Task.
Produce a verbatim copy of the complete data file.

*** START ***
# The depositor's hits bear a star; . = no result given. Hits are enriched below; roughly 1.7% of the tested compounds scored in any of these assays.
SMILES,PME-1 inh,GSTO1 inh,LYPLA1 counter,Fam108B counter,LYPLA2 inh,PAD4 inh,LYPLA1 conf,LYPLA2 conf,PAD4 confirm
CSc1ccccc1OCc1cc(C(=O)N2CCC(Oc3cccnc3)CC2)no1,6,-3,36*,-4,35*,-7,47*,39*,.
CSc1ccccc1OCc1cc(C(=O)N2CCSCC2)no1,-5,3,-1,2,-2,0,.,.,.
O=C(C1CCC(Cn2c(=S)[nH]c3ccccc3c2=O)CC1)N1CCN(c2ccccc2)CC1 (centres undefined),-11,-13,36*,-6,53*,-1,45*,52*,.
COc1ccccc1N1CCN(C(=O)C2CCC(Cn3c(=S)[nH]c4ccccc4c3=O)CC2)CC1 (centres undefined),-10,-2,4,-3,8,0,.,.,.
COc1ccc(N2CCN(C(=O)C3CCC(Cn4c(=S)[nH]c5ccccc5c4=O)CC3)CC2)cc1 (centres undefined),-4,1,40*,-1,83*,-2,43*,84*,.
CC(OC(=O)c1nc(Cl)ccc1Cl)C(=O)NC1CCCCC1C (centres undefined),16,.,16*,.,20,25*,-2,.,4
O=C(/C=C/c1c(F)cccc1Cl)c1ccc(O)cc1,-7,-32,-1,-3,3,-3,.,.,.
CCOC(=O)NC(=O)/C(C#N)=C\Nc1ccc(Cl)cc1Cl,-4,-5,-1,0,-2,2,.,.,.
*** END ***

# The depositor's hits bear a star; . = no result given. Hits are enriched below; roughly 1.7% of the tested compounds scored in any of these assays.
SMILES,PME-1 inh,GSTO1 inh,LYPLA1 counter,Fam108B counter,LYPLA2 inh,PAD4 inh,LYPLA1 conf,LYPLA2 conf,PAD4 confirm
CSc1ccccc1OCc1cc(C(=O)N2CCC(Oc3cccnc3)CC2)no1,6,-3,36*,-4,35*,-7,47*,39*,.
CSc1ccccc1OCc1cc(C(=O)N2CCSCC2)no1,-5,3,-1,2,-2,0,.,.,.
O=C(C1CCC(Cn2c(=S)[nH]c3ccccc3c2=O)CC1)N1CCN(c2ccccc2)CC1 (centres undefined),-11,-13,36*,-6,53*,-1,45*,52*,.
COc1ccccc1N1CCN(C(=O)C2CCC(Cn3c(=S)[nH]c4ccccc4c3=O)CC2)CC1 (centres undefined),-10,-2,4,-3,8,0,.,.,.
COc1ccc(N2CCN(C(=O)C3CCC(Cn4c(=S)[nH]c5ccccc5c4=O)CC3)CC2)cc1 (centres undefined),-4,1,40*,-1,83*,-2,43*,84*,.
CC(OC(=O)c1nc(Cl)ccc1Cl)C(=O)NC1CCCCC1C (centres undefined),16,.,16*,.,20,25*,-2,.,4
O=C(/C=C/c1c(F)cccc1Cl)c1ccc(O)cc1,-7,-32,-1,-3,3,-3,.,.,.
CCOC(=O)NC(=O)/C(C#N)=C\Nc1ccc(Cl)cc1Cl,-4,-5,-1,0,-2,2,.,.,.